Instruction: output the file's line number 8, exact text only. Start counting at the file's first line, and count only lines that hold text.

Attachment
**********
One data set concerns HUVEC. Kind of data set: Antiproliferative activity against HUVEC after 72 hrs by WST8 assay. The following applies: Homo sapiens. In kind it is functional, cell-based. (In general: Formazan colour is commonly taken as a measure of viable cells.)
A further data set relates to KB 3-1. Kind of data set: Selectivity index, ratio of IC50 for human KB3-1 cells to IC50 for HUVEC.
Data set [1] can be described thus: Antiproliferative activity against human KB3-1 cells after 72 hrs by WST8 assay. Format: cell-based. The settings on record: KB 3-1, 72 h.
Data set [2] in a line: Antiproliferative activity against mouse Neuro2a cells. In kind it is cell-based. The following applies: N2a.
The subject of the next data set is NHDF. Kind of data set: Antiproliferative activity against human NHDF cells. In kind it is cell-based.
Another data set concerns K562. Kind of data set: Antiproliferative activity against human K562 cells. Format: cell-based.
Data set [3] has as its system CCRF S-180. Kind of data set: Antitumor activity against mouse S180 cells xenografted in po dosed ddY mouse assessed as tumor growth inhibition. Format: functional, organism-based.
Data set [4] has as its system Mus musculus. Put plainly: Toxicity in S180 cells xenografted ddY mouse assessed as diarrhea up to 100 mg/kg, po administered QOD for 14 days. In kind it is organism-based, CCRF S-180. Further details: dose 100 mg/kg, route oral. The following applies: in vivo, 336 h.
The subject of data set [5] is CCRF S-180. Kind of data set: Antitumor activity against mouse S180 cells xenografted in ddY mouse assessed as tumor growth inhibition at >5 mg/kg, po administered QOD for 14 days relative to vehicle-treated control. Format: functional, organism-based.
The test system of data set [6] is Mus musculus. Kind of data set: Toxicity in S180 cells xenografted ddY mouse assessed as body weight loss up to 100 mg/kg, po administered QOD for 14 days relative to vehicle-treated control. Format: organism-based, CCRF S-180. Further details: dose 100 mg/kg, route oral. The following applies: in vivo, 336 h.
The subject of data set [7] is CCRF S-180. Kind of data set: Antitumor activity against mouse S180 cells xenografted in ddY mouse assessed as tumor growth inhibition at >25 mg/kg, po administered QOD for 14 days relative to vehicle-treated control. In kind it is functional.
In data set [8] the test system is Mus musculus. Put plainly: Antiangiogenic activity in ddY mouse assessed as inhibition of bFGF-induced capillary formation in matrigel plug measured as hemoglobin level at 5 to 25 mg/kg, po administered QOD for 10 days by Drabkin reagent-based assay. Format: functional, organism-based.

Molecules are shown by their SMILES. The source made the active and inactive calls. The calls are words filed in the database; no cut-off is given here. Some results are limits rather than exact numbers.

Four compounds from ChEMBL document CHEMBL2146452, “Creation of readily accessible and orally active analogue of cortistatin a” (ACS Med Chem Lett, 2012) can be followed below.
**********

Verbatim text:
Data set [4] has as its system Mus musculus. Put plainly: Toxicity in S180 cells xenografted ddY mouse assessed as diarrhea up to 100 mg/kg, po administered QOD for 14 days. In kind it is organism-based, CCRF S-180. Further details: dose 100 mg/kg, route oral. The following applies: in vivo, 336 h.